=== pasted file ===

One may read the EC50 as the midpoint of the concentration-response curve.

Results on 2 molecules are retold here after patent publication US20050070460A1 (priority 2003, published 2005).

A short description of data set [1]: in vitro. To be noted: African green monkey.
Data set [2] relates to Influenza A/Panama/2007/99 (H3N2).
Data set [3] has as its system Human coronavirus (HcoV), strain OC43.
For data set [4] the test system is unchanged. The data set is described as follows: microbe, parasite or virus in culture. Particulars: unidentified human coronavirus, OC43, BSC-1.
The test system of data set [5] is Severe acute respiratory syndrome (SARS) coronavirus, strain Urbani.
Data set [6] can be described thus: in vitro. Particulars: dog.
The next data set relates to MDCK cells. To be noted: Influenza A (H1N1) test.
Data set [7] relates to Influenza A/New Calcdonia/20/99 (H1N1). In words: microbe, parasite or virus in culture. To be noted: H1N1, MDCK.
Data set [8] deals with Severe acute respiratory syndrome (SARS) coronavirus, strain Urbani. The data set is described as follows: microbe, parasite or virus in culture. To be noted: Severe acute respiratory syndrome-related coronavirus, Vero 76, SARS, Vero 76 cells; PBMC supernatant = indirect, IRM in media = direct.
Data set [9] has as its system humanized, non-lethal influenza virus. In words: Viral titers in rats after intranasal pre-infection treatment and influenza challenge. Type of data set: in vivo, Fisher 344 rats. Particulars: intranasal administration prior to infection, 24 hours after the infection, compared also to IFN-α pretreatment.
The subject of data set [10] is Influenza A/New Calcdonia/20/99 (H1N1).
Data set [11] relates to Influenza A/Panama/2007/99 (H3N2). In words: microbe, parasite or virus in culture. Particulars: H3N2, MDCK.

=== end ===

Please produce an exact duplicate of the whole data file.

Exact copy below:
One may read the EC50 as the midpoint of the concentration-response curve.

Results on 2 molecules are retold here after patent publication US20050070460A1 (priority 2003, published 2005).

A short description of data set [1]: in vitro. To be noted: African green monkey.
Data set [2] relates to Influenza A/Panama/2007/99 (H3N2).
Data set [3] has as its system Human coronavirus (HcoV), strain OC43.
For data set [4] the test system is unchanged. The data set is described as follows: microbe, parasite or virus in culture. Particulars: unidentified human coronavirus, OC43, BSC-1.
The test system of data set [5] is Severe acute respiratory syndrome (SARS) coronavirus, strain Urbani.
Data set [6] can be described thus: in vitro. Particulars: dog.
The next data set relates to MDCK cells. To be noted: Influenza A (H1N1) test.
Data set [7] relates to Influenza A/New Calcdonia/20/99 (H1N1). In words: microbe, parasite or virus in culture. To be noted: H1N1, MDCK.
Data set [8] deals with Severe acute respiratory syndrome (SARS) coronavirus, strain Urbani. The data set is described as follows: microbe, parasite or virus in culture. To be noted: Severe acute respiratory syndrome-related coronavirus, Vero 76, SARS, Vero 76 cells; PBMC supernatant = indirect, IRM in media = direct.
Data set [9] has as its system humanized, non-lethal influenza virus. In words: Viral titers in rats after intranasal pre-infection treatment and influenza challenge. Type of data set: in vivo, Fisher 344 rats. Particulars: intranasal administration prior to infection, 24 hours after the infection, compared also to IFN-α pretreatment.
The subject of data set [10] is Influenza A/New Calcdonia/20/99 (H1N1).
Data set [11] relates to Influenza A/Panama/2007/99 (H3N2). In words: microbe, parasite or virus in culture. Particulars: H3N2, MDCK.